Surviving Black Friday

It’s been a challenging year, and many mental health experts recommend trying to get our little fixes of happiness wherever we can. But is Black Friday shopping a good way to do this? We look at some of the pros and cons in our survival guide below.

Black Friday was originally an American post-Thanksgiving sales event, but has recently become more globally recognised thanks in no small part to extensive marketing by companies like Amazon and other US retailers. Maybe, like me though, you’re thinking 2020 is a chance to take a step back and reset our thinking about the frantic annual battle for a bargain.

Small businesses in a big pond
This year, with so many small businesses feeling the squeeze because of the impact of COVID-19, now more than ever they could do with our support. The British Independent Retailers Association (Bira) has encouraged us to consider shopping with small businesses whenever we can.

In an article by the Guardian, Andrew Goodacre, Bira’s Chief Executive, added, “Despite the lure of the internet, nothing can beat the positive experience of buying from a local independent retailer knowing that money spent in a local shop will in turn be spent in the local economy. Independent retailers are part of the community and need the support of shoppers now more than ever.”

And just because some retailers are a little smaller, doesn’t mean they won’t have their own offers and incentives running on Black Friday, so check them out before you hand over your hard-earned cash to the retail giants.

Is it really a bargain?
£400 off. Half price. Was £600, now only £200. Retailers advertise price cuts like these on Black Friday, but are they really the bargains they make them out to be? There have been numerous news stories over the last few years about shoppers getting a bit of a shock when they’ve price-checked those big purchases only to find out the savings weren’t quite what they were expecting.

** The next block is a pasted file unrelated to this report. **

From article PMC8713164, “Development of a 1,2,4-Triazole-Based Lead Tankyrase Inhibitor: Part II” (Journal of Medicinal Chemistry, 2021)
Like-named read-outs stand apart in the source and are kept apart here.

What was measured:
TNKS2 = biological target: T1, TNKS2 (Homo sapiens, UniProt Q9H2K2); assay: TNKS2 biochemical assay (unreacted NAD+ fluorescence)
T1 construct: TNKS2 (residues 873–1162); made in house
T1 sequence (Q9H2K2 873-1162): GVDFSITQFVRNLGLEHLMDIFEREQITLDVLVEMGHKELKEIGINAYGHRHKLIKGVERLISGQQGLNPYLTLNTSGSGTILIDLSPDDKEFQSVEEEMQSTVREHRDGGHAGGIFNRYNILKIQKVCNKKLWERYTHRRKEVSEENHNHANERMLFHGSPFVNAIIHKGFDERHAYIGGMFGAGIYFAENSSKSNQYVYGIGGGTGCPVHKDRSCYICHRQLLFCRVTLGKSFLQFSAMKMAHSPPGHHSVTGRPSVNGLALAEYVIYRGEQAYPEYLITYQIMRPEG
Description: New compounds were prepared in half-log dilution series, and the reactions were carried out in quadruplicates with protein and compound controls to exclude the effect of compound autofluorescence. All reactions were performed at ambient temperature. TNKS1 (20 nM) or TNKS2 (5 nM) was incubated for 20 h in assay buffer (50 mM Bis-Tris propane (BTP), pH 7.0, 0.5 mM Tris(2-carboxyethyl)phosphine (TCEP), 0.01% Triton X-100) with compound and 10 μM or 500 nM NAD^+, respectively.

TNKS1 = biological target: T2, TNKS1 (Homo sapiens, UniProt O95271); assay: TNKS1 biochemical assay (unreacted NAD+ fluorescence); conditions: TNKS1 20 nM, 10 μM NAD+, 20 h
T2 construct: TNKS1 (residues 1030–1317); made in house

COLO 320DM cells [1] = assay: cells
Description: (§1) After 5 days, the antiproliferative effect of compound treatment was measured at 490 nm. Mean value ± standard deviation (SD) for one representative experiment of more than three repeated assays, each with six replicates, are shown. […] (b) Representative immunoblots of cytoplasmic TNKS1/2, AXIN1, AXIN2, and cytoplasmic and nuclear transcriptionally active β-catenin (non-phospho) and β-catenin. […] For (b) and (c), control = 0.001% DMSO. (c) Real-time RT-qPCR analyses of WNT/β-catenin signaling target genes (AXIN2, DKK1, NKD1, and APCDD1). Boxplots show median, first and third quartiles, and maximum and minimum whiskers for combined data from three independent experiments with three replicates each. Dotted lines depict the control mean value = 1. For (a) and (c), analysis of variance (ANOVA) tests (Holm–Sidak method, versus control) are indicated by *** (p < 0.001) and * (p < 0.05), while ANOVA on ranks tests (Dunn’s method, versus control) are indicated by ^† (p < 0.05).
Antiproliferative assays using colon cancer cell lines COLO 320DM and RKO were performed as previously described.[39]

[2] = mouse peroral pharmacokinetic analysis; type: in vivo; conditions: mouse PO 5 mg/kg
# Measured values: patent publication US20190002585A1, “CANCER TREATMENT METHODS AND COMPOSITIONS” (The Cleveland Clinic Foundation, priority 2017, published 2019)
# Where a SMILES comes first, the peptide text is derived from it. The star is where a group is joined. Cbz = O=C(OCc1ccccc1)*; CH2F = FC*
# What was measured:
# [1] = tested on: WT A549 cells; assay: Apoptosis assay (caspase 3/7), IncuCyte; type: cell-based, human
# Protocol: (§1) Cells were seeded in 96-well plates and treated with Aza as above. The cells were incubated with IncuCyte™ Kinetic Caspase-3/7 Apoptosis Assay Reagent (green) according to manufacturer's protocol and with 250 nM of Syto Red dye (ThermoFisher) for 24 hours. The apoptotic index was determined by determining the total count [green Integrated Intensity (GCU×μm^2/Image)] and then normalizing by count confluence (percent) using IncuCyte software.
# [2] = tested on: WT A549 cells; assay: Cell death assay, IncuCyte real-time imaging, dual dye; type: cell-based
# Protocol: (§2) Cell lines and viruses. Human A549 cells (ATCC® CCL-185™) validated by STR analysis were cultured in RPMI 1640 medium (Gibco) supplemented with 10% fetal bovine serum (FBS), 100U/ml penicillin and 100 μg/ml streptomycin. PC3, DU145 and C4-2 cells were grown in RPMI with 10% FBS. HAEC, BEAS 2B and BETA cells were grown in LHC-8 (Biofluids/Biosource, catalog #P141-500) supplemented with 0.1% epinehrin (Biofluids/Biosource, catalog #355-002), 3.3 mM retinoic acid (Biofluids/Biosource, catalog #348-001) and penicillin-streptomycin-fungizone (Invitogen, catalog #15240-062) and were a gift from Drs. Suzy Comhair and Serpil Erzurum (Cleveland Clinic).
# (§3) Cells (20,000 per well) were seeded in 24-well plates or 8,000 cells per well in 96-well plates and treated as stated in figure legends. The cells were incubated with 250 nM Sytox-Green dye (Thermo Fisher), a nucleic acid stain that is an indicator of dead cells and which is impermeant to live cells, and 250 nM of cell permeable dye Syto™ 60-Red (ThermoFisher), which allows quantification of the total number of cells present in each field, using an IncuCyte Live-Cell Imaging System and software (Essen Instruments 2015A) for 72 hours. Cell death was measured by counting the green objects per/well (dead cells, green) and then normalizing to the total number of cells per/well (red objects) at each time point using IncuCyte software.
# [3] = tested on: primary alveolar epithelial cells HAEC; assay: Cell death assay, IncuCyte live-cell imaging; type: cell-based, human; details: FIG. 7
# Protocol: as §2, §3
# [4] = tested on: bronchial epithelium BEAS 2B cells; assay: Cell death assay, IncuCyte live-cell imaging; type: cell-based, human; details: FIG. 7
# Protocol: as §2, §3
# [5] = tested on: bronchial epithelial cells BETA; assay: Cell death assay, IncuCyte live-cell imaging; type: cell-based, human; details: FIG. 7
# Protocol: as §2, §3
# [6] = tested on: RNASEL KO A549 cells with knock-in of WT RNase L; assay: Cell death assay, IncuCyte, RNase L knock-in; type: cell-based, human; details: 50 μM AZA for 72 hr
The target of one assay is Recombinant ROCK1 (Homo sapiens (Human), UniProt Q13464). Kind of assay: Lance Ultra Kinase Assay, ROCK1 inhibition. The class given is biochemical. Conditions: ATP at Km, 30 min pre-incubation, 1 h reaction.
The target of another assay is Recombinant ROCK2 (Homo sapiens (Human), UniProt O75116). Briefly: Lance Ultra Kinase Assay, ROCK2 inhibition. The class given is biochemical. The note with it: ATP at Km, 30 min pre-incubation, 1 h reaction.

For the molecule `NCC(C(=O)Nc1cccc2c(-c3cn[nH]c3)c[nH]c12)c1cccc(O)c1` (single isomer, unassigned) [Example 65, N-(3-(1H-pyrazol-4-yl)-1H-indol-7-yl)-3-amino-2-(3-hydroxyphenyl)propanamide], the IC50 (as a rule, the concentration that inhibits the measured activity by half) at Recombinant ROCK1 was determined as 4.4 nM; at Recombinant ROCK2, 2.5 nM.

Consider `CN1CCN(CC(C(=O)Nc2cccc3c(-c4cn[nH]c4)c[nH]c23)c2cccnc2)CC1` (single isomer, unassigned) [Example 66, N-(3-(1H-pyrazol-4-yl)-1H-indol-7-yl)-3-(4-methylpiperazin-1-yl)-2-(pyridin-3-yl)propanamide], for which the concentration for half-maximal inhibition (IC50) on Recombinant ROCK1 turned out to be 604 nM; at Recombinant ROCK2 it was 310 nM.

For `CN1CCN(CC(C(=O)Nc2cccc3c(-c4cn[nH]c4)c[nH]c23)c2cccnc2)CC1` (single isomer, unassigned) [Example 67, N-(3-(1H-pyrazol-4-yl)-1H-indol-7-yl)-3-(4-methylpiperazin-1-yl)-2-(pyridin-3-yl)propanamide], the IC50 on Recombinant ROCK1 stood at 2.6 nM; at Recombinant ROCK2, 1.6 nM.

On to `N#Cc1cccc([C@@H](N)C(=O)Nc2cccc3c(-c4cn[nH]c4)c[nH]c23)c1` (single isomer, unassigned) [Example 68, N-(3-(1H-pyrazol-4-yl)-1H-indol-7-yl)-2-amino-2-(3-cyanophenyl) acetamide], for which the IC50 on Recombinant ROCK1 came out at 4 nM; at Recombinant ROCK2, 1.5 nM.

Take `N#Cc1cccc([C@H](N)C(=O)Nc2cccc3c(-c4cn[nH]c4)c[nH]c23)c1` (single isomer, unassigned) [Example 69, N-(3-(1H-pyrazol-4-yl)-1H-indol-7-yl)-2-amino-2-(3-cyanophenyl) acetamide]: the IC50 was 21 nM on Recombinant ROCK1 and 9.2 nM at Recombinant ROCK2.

It pays to shop around and compare prices across a good range of different websites or shops. Consumer advice website Which? recommends taking this a step further and using apps like Pricerunner and PriceSpy to check the previous price and the real savings you’re making. Which? tracked the prices of a number of products in the lead up to Black Friday in 2018 and found that deals and savings offered were actually available for the same price or even cheaper in the six months after the sales!

Sleep on it
You often get a little burst of serotonin as you buy something. This coupled with fear of missing out can lead us to make impulse buys we don’t need, particularly on Black Friday. In fact, some retailers count on it!

To avoid ending up with a bag full of guilty purchases, you could put things in your online shopping basket and then come back to them later. Leaving items in there for a day or two will give you time to reflect on whether you really need that £200 drone or another pair of earrings…

Black Friday can be a great opportunity to bag yourself a bargain and make some great savings, especially on big ticket items. But make sure you know what you’re buying and whether it really is a bargain. Share your tips with us so we can all aim not to be left with buyer’s regret come December.

0 replies

Leave a Reply

Want to join the discussion?
Feel free to contribute!

Leave a Reply

Your email address will not be published.